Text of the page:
Can you help me explain trace route in a very detailed way?! Well of course I know the purpose and how to use it but I just need to grab or explain something to our operations group about its output. They're so used to identifying latencies based on traces. Like for example, there's a website that they need to access where all their tools or application resides. Then they claim that there's latency, what they do is they conduct trace route and if they see a very high number somewhere in the middle, they are already assuming that this hop is causing the overall latency. Like the trace has total of 15 hops but at the 8th hop, it displays 500ms average but from 9th to 15th hop is low. And if you do a ping, the RTT is very low. I know there are routers that doesn't prioritize ICMPs that's why they response time is quite high.
I just need to know how to explain these things to them. In a very simple term and in a technical term. Thanks guys. :)
:: I'm hoping that I can get something different from this URL, http://www.nanog.org/meetings/nanog45/abstracts.php?pt=MTE4NSZuYW5vZzQ1&nm=nanog45
The times against each hop are the round trip times for each of the three probes for that one hop.
This link explains the Cisco IOS traceroute well:
It also has a section on performance which explains why a ping or traceroute is not a great measure of delay.
You could consider IP SLA for your customer as this is a much better way of determining the actual delay.
Really cool link...
Is there a link that explains why high response time sometimes appear on a trace route but it doesn't mean that the link is congested. There are people around here in the office that thinks all the values seen on a trace route is the response time of overall latency. Everytime they see a very high value in the middle of a trace, they want to reroute the traffic. Thanks.
In IP SLA (Fig 5 of the link) there are 2 timestamps at the target router, Time it arrives target router and time it leaves. So that gives a clear picutre whether link is congested or Target Router is busy.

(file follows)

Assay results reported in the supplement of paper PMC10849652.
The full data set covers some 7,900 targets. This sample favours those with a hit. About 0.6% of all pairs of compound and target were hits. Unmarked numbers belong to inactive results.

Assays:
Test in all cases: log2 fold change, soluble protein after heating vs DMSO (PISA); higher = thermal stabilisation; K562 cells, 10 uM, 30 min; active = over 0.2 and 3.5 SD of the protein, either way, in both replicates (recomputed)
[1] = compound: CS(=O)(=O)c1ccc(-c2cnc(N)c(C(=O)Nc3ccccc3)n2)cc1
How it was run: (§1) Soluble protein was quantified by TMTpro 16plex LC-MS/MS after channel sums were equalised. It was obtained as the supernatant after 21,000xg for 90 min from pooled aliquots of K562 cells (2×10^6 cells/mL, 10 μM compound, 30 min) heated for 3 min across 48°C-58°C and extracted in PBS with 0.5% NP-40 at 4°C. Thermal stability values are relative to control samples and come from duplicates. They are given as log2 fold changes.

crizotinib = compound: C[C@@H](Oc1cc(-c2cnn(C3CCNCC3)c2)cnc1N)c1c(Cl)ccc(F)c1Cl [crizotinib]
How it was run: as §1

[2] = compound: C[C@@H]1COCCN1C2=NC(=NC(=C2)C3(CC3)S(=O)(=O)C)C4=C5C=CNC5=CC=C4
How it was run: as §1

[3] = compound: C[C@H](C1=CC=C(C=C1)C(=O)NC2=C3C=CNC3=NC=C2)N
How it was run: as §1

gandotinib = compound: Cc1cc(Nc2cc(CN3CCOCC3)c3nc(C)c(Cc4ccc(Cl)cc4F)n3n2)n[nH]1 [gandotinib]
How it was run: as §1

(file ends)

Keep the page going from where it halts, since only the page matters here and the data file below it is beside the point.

Whereas in traceroute you dont know why latency is high due to cogestion or router took more time to process.
You will find during troubleshooting that responses from/to a router may appear slower than responses from/to traffic passing thru the router.
That's the reason you may find traceroutes or ping to the router to have a higher latency than traceroutes or ping to devices behind the router.
Add my 1 cent...
The one reason high response time on a trace from my understanding, Most ISPs are not willing to share their network topology to outside world from the security aspect, such as DOS attack,
so they hide the ICMP response packets, or response only one ICMP TTL exceeded message,when the traceroute packet reach the other side of the its network.
So you wont see the path inside the ISP network, but actually the packet was passed throu a lot of routers or nodes already
Thanks for the really cool link too.. Will keep this on my bookmarks.
But what about my question earlier, how can I tell them that a trace route to an internet website with one 500ms in the middle of the trace doesn't mean that the internet has a latency. Thanks.
I think my first link explains that question too. The reasons are:
1) Hosts, Servers and Routers class replying with ICMP as low priority so if they have web traffic or other more important traffic to deal with first they will always process that traffic before replying to ICMP.
2) The ICMP / UDP used in ping and traceroute does not get the same QoS as web traffic and will most likely be best effort across the whole path.
3) Any good web server administrator would be rate limiting pings or non web traffic to their web server.
So the reason why one probe might suddenly show a higher round trip time is because the server or links in the path were busy dealing with more important traffic first.